The American chip manufacturer Qualcomm no longer sees any salvation in an acquisition of its Eindhoven-based industry partner NXP.
Qualcomm paid NXP a US$2 billion fee to terminate the deal and embarked on a US$30 billion stock repurchase plan to appease disgruntled shareholders after failing to obtain regulatory approval from the Chinese government in July.
Xi told Trump "he is open to approving the previously unapproved Qualcomm-NXP deal should it again be presented to him", White House Spokeswoman Sarah Huckabee Sanders said in the statement.
White House economic adviser Larry Kudlow said on Monday that President Donald Trump put the issue of USA chipmaker Qualcomm Inc's now abandoned acquisition of Dutch peer NXP Semiconductors NV on the table for talks with Chinese President Xi Jinping.
"Qualcomm considers the matter closed and is fully focused on continuing to execute on its 5G road map", it added.
Qualcomm itself was a takeover target for Broadcom earlier in the year, but Trump blocked the proposed $140 billion attempt on national security grounds. Qualcomm spent Dollars 22.6 billion on share buybacks in the 12-months ended September, using up the cash reserves it had set aside for the acquisition and ending any possibility of a renewed bid. However, the Chinese regulators insisted that antitrust issues remained, hence their refusal to give the green light - they denied the episode had anything to do with the trade war. The deal previously fell apart as it failed to secure Chinese regulatory approval. With NXP being the biggest supplier to the industry, Qualcomm could be forced to reopen the deal amidst a grim outlook for the mobile chip industry in the coming months.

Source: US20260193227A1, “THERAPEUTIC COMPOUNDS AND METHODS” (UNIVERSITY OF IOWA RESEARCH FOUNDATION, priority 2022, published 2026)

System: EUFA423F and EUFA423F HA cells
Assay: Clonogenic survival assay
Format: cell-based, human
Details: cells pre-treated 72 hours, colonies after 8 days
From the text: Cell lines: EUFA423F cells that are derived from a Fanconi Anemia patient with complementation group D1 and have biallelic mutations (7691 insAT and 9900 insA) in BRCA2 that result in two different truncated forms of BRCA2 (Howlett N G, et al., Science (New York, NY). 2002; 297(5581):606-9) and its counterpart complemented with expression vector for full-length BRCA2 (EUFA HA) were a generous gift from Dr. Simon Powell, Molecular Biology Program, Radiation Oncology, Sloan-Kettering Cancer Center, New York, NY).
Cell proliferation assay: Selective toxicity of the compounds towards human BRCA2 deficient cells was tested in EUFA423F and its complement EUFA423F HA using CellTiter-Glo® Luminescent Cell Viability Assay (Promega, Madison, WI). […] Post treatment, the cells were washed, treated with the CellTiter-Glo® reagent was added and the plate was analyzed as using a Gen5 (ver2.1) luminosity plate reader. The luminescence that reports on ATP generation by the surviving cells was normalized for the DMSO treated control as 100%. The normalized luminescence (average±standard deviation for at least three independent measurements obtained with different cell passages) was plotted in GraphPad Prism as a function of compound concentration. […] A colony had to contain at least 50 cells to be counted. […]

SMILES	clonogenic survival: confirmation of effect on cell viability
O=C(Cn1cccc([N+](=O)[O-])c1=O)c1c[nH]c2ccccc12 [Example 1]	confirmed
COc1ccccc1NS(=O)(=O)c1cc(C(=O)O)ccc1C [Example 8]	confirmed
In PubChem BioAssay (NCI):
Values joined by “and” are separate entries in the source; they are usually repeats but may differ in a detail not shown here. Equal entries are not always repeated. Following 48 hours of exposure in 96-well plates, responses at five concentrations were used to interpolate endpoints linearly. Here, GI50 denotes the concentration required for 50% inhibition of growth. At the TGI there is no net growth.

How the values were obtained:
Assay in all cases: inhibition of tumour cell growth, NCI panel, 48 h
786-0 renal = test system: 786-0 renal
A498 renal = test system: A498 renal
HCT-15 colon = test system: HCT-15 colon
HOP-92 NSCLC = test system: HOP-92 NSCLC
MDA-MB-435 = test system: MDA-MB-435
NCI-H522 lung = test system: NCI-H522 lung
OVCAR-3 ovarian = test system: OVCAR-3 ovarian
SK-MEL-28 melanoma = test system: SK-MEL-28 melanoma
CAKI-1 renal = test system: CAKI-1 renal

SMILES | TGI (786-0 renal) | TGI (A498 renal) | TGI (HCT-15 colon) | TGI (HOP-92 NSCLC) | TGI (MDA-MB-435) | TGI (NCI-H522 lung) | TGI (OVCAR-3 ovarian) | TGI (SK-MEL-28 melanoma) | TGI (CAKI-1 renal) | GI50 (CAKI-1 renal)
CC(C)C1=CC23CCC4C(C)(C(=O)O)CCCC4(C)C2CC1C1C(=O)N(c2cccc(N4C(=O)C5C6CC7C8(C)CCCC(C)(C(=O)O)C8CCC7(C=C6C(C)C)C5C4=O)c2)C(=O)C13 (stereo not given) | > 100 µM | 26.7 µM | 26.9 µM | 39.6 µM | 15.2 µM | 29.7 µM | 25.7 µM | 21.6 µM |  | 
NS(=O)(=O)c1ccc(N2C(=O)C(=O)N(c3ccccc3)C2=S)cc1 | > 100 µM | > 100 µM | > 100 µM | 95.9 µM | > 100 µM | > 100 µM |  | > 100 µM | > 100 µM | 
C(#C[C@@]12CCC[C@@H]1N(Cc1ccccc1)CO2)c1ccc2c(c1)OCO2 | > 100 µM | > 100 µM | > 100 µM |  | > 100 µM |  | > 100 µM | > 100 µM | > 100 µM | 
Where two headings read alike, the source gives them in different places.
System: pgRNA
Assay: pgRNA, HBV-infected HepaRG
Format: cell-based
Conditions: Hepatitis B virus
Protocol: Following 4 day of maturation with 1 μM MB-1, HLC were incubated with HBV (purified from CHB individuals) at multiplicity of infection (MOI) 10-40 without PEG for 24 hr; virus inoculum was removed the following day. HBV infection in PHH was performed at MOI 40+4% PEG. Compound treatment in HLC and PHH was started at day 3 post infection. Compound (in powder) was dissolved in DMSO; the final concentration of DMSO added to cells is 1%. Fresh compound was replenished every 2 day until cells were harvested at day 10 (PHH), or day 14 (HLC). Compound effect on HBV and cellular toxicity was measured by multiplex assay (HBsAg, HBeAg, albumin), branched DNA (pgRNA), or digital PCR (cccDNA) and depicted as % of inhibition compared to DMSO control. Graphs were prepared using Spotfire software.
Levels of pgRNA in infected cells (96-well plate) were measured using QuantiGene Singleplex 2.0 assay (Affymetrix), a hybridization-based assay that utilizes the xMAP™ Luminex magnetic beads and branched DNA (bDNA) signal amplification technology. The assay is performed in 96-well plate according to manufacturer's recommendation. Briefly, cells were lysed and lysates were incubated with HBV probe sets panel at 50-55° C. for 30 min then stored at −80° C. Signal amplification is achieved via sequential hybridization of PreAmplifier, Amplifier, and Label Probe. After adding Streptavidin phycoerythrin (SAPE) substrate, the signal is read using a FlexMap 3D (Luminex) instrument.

After the meeting, Trump said they had reached an "incredible deal".
Qualcomm had sought to purchase NXP because of its market position as a dominant supplier to the automotive market, as auto makers add more chips to vehicles each year. A successful acquisition of Mellanox could prove an important test of China's appetite to approve such deals.
U.S. lawmakers also passed reforms earlier this year that increased CFIUS' scrutiny of deals.